Wither RG, Borlot F, MacDonald A, Butcher NJ, Chow EWC, Bassett AS, Andrade DM. 22q11.2 deletion syndrome lowers seizure threshold in adult patients without epilepsy. Epilepsia. 2017 Apr 27. doi: 10.1111/epi.13748. [Epub ahead of print]
Previous studies examining seizures in patients with 22q11.2 deletion syndrome (22q11.2DS) have focused primarily on children and adolescents. In this study we investigated the prevalence and characteristics of seizures and epilepsy in an adult 22q11.2DS population.
The medical records of 202 adult patients with 22q11.2DS were retrospectively reviewed for documentation of seizures, electroencephalography (EEG) reports, and magnetic resonance imaging (MRI) findings. Epilepsy status was assigned in accordance with 2010 International League Against Epilepsy Classification.
Of 202 patients, 32 (15.8%) had a documented history of seizure. Of these 32, 23 (71.8%) had acute symptomatic seizures, usually associated with hypocalcemia and/or antipsychotic or antidepressant use. Nine patients (9/32, 28%; 9/202, 4%) met diagnostic criteria for epilepsy. Two patients had genetic generalized epilepsy; two patients had focal seizures of unknown etiology; two had epilepsy due to malformations of cortical development; in two the epilepsy was due to acquired structural changes; and in one patient the epilepsy could not be further classified.
Similarly to children, the prevalence of epilepsy and acute symptomatic seizures in adults with 22q11.2DS is higher than in the general population. Hypocalcemia continues to be a risk factor for adults, but differently from kids, the main cause of seizures in adults with 22q11.2DS is exposure to antipsychotics and antidepressants. Further prospective studies are warranted to investigate how 22q11.2 microdeletion leads to an overall decreased seizure threshold.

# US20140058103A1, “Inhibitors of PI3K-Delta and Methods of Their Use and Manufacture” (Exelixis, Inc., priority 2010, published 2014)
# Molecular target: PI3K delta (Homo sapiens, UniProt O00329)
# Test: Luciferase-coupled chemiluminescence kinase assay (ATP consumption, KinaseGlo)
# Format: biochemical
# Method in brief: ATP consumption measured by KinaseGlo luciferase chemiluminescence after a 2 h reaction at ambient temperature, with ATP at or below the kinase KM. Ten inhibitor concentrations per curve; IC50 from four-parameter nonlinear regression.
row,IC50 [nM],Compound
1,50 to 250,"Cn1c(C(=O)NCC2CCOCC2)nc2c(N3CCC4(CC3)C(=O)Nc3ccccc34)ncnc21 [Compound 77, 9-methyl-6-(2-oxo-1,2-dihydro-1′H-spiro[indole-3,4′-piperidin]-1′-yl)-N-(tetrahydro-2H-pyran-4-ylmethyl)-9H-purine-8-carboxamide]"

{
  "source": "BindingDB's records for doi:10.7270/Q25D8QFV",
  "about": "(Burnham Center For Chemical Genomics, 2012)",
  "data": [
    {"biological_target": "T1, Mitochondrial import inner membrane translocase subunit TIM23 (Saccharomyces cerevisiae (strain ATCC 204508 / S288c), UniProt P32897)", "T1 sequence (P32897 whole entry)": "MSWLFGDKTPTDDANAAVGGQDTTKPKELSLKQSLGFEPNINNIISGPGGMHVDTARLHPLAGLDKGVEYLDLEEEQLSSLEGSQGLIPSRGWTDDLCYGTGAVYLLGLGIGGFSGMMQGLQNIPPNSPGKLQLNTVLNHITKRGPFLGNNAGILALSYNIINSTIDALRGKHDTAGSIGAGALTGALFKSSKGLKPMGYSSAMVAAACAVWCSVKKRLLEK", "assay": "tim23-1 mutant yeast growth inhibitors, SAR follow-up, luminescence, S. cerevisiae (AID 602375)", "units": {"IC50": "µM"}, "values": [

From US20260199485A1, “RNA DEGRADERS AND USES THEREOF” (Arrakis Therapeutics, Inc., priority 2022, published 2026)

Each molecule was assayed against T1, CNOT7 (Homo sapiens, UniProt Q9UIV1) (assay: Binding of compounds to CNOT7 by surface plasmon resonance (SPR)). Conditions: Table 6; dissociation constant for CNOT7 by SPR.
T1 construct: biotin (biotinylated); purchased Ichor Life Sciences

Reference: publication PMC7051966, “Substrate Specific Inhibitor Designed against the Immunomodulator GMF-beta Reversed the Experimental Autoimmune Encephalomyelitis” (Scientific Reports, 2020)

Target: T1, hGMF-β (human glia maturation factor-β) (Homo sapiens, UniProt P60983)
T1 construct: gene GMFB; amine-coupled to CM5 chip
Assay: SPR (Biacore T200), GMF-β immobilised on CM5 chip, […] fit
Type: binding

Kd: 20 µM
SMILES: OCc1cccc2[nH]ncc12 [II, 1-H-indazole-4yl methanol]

Researchers aimed to examine the prevalence and characteristics of seizures and epilepsy in an adult 22q11.2DS population. In adults with 22q11.2DS, the prevalence of epilepsy and acute symptomatic seizures is higher, similarly to children than in the general population. For adults, hypocalcemia continues to be a risk factor, but differently, from kids, in adults with 22q11.2DS the main cause of seizures is exposure to antipsychotics and antidepressants.
The researchers retrospectively reviewed the medical records of 202 adult patients with 22q11.2DS for documentation of seizures, electroencephalography (EEG) reports, and magnetic resonance imaging (MRI) findings.
They assigned epilepsy status in accordance with 2010 International League Against Epilepsy
In this study, 32 patients (15.8%) had a documented history of seizure, out of 202 patients.
23 (71.8%) had acute symptomatic seizures, usually associated with hypocalcemia and/or antipsychotic or antidepressant use among these 32.
For epilepsy, 9 patients (9/32, 28%; 9/202, 4%) met diagnostic criteria.